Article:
Every kid dreams about what they want to be when they get older. My boys have already started their "When I grow up list..."
The General wants to build houses with the Bear during the week and on the weekends he wants to be a super hero, so he can "rid the world of punks!"
The Tank wants to be a Fireman, build houses, fix snowmobiles, and change car tires.
And the Destroyer, who is the biggest brute of them all, wants to be a princess, and if that doesn't work out, then he'll settle for being Glenda, a good witch.
I keep assuring the Bear that if the Destroyer is anything like me, he's got nothing to worry about.
When I was little I use to dream of being the lead drummer/singer in a rock band. I thought I was going to be the next Don Henley. Until I realized that I didn't carry a musical note in my body.
When I realized that music wasn't my forte and sports was, I decided I'd be a pro football player. I was going to be the next Dan Marino. Until I realized that the NFL doesn't take five foot three inch girls that are afraid to get hit.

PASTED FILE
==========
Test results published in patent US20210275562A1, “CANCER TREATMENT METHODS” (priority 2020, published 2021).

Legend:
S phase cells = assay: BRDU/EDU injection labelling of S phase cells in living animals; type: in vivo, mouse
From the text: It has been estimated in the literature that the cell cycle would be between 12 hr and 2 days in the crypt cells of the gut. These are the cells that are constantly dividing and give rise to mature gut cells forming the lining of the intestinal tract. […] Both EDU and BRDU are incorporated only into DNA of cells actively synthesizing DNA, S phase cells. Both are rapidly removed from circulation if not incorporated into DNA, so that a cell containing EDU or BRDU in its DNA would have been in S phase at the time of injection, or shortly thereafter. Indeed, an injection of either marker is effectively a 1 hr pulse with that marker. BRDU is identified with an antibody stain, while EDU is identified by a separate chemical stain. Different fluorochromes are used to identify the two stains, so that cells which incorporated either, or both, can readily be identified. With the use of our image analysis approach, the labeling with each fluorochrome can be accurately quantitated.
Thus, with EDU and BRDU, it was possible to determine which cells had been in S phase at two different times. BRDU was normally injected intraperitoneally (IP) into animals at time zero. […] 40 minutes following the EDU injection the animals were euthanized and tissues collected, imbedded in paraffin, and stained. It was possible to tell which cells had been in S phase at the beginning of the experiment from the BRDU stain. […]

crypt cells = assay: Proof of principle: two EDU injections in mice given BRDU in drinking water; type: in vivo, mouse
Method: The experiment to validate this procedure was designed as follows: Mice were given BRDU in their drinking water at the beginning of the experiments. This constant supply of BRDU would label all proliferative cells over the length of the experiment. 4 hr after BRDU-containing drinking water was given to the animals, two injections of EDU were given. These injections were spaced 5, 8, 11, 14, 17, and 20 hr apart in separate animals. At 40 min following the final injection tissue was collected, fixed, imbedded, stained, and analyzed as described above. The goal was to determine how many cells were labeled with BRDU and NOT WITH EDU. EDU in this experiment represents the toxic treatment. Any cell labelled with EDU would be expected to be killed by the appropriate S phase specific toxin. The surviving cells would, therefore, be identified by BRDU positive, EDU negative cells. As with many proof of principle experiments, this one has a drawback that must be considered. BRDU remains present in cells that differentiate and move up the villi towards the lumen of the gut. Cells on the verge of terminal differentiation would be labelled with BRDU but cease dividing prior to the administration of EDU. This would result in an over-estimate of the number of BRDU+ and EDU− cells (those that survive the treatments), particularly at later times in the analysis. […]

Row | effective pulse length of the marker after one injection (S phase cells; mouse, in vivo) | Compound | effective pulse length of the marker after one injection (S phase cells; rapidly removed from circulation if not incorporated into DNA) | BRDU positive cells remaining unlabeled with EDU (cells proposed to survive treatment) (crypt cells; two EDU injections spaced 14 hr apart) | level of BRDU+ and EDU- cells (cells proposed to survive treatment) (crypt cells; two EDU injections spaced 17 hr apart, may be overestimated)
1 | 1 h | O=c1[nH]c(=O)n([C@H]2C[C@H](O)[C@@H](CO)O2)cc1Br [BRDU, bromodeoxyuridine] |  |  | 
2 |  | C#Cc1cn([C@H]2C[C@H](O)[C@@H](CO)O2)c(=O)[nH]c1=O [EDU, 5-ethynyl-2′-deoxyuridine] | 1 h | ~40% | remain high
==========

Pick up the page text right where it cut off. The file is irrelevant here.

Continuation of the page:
When music and sports didn't work out I needed to figure out what I was good at, that's when I turned to my folks for guidance.
"What am I good at?" I asked them.
To which my parents honestly responded, "relentless talking."
Great, I think I'll go in to politics. I'll put my chops to good use and help change the world. For about the next 12 years, I aspired to be the first female president of the United States. This dream lasted until I went off to college and sat through my first Poli-Sci class and realized that there were more relentless talkers out there besides me, and I couldn't tolerate people that differed in opinion so drastically from my own.
For the first time in my life I wasn't sure what I wanted to be when I grew up. I had no direction, no clear plan. All the while my parents continued to support me as I tested the waters. They supported all my phases that were to follow, my art/photography phase, when I wanted to be the next Margret Burke White; they supported my computer phase; the list continued to grow through college.
Even when I graduated from college, I was still clueless as to what I wanted to do with my life.
It wasn't until I got married and started my own band of trouble that I found my true passion in life. Being a Mom is the one job that I never thought I'd ever want, but it's the most fun, the most rewarding and the most fulfilling job I could do. I only hope that I'm as patient and supportive with my kids as my parents were with me.
Now if I could just get paid for doing it, it would be PERFECT!